This upcoming podcast tells the true and complete story of the Channel nightclub in Boston, bringing the truth to light!
Based on a book in progress containing the vivid recollections of club founder Harry Booras , we'll cover the too-true-to-believe tale from the club's beginning in 1980 to its inglorious end at the hands of Boston's most ruthless mobsters.
Over the years, there’s been a lot of rewriting of the club's history.
Harry led the operation of the club for eleven and a half of its twelve years of existence.
It's time to set the record straight once and for all.
This podcast is Harry's story…but it is also YOUR story!
If you were there — as a performer, audience member, employee, roadie, tech or media member, please share your memories, impressions, and observations. We're looking for the ones most representative of the true Channel experience to include in the narrative.
All comments are welcome. Even if you don’t have a memory to share, we’ll keep you in the know with updates and advance downloads.
Early winter, 2018. A knock on the door and suddenly Harry Booras finds himself face to face with an FBI agent and state police detective investigating the long-ago murder of one Steven DiSarro, a club owner serving as a front for the Boston mob. DiSarro was purportedly, the last manager of a Boston nightclub called The Channel. Booras was the first. Harry Booras opened The Channel in South Boston on Memorial Day weekend 1980, as a Boston live music club.
For more than a decade it brought in acts and audiences spanning all genres of music. All genres. A weekly calendar might look like this: all ages hardcore matinee on Sunday, up-and-coming rock showcase on Tuesday, Afro-pop extravaganza on Wednesday, a head-banging metal show on Thursday, a vintage bluesman on Friday, topped off with 60s rock legend in town on Saturday night. Diversity was the driving force in the success of the Channel.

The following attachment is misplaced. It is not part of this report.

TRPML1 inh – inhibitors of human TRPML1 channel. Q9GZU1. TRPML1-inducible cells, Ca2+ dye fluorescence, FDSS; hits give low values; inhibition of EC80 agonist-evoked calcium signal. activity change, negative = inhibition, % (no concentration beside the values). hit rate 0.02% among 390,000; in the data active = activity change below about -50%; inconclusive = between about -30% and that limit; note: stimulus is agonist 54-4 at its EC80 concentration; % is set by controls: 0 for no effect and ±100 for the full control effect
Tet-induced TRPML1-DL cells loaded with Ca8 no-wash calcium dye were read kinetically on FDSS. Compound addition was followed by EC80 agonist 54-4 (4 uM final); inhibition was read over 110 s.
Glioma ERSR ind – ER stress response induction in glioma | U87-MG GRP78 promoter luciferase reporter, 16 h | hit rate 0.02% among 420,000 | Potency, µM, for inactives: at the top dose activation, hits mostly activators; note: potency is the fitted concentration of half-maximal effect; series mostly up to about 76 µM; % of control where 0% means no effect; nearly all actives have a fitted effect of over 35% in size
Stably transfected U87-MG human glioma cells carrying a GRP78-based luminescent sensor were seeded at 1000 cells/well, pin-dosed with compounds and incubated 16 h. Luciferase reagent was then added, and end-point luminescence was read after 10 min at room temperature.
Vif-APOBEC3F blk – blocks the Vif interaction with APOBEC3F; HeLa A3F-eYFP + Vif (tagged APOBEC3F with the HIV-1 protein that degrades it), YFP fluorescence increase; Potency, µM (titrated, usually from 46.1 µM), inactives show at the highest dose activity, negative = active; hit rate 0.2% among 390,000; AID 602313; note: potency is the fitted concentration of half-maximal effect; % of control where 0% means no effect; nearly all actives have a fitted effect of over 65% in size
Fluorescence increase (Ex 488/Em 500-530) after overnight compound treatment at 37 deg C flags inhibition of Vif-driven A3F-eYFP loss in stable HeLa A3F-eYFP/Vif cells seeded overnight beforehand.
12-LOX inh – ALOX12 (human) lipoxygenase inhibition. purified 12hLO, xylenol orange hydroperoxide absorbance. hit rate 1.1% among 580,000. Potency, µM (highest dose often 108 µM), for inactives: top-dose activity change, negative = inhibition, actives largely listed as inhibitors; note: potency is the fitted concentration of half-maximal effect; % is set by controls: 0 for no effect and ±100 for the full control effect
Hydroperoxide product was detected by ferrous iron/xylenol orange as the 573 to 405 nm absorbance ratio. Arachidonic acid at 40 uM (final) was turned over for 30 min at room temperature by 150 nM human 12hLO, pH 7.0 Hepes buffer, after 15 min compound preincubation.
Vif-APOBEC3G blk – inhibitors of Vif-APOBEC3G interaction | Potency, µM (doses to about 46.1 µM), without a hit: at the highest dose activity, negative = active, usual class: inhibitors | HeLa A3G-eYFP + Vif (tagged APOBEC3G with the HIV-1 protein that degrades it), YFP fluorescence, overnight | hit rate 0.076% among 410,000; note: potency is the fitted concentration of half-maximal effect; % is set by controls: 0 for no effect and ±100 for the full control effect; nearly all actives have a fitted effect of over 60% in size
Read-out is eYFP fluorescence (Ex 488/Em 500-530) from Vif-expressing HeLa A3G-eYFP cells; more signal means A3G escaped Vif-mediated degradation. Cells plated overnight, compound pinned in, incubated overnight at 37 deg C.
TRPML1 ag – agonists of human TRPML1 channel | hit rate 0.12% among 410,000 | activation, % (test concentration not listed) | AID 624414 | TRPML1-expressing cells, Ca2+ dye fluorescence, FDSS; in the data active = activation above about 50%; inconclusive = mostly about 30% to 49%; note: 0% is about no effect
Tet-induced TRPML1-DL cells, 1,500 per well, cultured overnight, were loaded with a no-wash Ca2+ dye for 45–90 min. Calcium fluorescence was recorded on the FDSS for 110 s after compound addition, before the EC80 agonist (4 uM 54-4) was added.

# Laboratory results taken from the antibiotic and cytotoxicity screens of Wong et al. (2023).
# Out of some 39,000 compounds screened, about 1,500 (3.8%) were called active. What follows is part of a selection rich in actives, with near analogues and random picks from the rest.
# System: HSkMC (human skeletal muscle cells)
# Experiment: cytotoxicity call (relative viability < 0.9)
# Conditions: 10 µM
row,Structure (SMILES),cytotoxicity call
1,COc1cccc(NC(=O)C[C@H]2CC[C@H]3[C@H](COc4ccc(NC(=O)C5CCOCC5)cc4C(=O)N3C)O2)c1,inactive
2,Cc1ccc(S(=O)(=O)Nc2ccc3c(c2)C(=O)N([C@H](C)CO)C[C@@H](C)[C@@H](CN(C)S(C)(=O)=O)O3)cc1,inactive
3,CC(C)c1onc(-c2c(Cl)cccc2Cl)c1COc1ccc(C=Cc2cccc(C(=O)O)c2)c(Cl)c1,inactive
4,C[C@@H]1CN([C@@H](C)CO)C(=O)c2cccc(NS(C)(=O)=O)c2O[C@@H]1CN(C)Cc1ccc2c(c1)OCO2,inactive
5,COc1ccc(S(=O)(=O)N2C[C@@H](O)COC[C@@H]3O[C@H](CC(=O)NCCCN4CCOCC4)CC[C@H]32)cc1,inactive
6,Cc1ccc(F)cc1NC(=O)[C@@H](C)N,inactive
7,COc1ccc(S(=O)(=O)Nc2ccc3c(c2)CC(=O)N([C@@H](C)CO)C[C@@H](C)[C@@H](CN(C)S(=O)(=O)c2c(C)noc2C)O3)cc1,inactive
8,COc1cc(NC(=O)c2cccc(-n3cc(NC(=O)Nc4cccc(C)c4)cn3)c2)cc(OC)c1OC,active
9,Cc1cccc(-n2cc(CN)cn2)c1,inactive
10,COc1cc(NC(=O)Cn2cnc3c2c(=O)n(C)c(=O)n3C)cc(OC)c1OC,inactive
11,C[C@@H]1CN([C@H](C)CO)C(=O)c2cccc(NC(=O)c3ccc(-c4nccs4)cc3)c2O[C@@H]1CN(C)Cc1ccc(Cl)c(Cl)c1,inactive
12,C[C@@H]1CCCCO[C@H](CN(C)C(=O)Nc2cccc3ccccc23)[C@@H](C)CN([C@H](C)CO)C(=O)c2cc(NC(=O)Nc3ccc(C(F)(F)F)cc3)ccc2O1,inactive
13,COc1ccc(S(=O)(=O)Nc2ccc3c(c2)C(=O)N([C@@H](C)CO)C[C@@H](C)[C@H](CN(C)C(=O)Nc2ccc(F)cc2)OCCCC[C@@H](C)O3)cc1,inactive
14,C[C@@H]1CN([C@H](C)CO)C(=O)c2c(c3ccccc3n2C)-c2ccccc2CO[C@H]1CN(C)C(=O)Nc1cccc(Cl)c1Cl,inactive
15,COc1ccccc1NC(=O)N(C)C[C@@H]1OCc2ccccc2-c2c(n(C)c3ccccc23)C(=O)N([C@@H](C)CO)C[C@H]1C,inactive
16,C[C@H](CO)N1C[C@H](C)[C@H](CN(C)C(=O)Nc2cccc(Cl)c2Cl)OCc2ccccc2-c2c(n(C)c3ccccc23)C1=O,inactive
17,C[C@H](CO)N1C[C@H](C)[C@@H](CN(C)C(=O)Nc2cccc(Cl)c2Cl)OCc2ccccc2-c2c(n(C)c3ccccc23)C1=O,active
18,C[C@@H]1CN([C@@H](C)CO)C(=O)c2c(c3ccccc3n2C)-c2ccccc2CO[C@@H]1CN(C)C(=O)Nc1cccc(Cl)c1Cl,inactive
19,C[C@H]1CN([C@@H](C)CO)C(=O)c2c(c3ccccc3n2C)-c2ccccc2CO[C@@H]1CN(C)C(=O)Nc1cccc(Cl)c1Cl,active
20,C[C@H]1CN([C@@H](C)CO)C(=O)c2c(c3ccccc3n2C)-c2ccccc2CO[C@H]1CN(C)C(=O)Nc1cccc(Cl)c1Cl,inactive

Like the booking calendar, the venue's audience was all over the place. African dashikis mixed with leather and chains. Punk and folk and prog. Martin acoustics and Marshall stacks — The scene was all scenes. Often mingling between shows on the same night.
Unlike the glossier disco clubs of the day, The Channel had a no-frills approach to decor and amenities, instead pouring most of its resources on the stage. The result was one of the best sounding rooms on the east coast, and a rich selection of local, national and international acts lined up to play the club.
In the early 90s the business fell on hard times. After a streak of misfortunes The Channel fell into the hands of a seedier ownership group. After failing in a six month effort to continue live music shows the club rebranded as Soiree, the nightly acts were now strippers, not singers. The once eclectic and energetic audiences were replaced with gentlemen's club regulars. After a short time, the building shuttered for good.
But before it did there would be threats, car fires, and at least one man would lose his life. This is the story of The Channel.
Story by Harry Booras
Executive producer: David Ginsburg
Associate Producer: Deb Booras
Producer: Chachi Loprete
Host: John Laurenti
Writer: Chris O'Keeffe
Audio Technician: Tory Lam
Post production: Tony Baglio
Graphic Designer: Lisa St. John Bennett
Special Thanks: David Bieber Archives/Norwood Space Center.
Live Concert Shots: John Boy Franklin
It all started with a knock on my door by the FBI. They assured me I wasn't in trouble but they wanted to talk to me about the Channel, a rock club I owned in the eighties. They were investigating the cold case murder of who, they said was the last manager of the Channel, one Steven DiSarro. An aging mobster "Cadillac Frank" Salemme was going on trial for his murder. What followed was months of drama, while Salemme was on trial for the 1992 disappearance and murder of Steven DiSarro ...